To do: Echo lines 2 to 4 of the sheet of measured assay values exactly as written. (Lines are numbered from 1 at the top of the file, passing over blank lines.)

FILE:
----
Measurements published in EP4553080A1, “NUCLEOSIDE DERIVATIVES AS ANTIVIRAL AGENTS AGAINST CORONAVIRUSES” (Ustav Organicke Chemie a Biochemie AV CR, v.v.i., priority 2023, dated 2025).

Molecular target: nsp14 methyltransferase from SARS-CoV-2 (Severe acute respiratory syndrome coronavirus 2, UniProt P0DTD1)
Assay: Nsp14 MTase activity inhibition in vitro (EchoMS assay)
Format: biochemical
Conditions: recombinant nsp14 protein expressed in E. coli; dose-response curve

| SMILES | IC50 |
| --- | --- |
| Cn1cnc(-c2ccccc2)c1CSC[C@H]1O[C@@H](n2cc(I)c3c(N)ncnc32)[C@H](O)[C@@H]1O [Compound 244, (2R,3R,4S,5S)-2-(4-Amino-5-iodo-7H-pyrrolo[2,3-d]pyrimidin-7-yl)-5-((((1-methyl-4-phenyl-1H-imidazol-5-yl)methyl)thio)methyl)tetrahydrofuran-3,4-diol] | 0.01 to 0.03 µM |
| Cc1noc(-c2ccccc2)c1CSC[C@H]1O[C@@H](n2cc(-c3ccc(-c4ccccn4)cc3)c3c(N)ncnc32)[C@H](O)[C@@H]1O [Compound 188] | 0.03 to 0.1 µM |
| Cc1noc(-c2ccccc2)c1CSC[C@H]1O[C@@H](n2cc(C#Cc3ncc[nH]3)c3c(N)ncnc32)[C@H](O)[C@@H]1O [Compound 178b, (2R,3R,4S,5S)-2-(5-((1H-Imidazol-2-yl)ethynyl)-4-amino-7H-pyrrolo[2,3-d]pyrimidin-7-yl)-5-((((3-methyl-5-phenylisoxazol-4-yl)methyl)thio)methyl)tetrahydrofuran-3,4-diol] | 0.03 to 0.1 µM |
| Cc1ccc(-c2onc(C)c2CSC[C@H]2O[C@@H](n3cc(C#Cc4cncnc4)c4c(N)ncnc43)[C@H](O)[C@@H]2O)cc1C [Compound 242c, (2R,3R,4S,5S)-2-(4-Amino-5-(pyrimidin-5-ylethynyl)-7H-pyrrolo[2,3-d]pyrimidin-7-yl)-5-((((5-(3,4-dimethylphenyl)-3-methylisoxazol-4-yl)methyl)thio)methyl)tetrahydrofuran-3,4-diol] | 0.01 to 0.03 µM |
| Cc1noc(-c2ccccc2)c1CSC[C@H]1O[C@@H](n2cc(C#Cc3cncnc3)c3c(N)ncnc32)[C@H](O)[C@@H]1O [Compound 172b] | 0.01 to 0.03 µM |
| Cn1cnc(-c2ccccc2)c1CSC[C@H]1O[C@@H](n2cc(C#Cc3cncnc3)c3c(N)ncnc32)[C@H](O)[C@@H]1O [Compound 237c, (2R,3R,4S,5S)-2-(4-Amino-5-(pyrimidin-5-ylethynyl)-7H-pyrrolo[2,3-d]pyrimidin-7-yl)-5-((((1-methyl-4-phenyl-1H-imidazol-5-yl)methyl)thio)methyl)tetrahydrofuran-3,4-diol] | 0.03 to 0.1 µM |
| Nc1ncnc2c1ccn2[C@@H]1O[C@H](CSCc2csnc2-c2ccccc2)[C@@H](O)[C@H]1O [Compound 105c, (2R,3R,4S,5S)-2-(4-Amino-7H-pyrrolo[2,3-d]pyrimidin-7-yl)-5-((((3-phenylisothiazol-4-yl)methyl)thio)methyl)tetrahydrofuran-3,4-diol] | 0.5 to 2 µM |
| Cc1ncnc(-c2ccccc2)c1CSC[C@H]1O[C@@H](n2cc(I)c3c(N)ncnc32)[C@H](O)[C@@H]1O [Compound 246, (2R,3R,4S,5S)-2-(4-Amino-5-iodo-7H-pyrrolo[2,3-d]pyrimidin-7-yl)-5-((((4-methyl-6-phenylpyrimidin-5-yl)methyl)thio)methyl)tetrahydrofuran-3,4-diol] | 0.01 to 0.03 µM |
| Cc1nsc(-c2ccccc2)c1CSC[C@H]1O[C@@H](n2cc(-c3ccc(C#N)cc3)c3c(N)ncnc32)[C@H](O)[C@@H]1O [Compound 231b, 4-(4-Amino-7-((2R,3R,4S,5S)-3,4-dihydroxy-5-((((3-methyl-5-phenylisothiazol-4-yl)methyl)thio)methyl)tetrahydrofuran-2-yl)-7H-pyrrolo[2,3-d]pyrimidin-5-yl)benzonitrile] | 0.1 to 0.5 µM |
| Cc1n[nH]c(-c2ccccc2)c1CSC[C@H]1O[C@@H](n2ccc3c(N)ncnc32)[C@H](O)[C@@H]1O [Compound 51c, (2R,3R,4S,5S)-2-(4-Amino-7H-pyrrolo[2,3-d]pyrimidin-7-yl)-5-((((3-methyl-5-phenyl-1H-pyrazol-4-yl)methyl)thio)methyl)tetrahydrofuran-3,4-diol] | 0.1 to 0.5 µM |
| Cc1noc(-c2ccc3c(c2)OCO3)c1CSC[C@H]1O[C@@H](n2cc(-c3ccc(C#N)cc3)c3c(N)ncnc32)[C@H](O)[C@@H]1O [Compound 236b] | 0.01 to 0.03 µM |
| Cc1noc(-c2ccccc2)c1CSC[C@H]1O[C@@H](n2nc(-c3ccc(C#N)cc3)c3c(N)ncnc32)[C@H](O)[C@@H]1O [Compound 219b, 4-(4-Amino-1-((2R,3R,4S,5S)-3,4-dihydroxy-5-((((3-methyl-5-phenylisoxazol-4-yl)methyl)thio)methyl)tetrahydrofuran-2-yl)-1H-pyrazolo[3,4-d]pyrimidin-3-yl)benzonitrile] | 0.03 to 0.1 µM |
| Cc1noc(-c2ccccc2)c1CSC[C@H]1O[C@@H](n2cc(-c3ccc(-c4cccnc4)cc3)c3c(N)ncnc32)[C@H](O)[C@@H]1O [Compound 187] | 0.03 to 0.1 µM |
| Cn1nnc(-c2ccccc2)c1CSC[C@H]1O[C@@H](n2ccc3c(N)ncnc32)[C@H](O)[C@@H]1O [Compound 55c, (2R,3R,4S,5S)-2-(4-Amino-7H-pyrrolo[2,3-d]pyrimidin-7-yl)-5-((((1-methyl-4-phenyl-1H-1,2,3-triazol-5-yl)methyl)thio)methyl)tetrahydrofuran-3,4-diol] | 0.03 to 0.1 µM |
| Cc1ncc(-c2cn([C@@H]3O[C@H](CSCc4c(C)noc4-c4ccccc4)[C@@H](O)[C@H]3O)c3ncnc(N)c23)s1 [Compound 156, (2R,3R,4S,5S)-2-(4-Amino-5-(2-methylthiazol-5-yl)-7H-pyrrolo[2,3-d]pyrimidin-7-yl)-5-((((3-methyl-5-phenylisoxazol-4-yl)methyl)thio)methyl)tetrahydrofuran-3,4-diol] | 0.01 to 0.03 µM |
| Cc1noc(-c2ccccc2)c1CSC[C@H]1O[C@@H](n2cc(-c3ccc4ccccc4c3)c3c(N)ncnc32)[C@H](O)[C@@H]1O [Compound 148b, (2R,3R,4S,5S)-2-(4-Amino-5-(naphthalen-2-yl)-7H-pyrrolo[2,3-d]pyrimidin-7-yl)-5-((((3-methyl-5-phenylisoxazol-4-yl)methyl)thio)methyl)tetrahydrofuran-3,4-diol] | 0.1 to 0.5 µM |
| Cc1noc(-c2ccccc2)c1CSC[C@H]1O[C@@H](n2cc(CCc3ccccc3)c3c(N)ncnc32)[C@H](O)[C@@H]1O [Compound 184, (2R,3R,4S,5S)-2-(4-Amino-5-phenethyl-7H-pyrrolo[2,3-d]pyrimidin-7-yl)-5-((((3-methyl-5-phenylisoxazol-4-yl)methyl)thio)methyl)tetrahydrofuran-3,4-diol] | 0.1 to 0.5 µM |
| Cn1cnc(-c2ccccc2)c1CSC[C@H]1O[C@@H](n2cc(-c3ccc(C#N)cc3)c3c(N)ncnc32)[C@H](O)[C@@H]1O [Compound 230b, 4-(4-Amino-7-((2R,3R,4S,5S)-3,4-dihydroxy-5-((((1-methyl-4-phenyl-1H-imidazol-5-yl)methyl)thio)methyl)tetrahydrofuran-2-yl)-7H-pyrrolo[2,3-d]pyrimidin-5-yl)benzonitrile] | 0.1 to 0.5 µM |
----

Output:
Molecular target: nsp14 methyltransferase from SARS-CoV-2 (Severe acute respiratory syndrome coronavirus 2, UniProt P0DTD1)
Assay: Nsp14 MTase activity inhibition in vitro (EchoMS assay)
Format: biochemical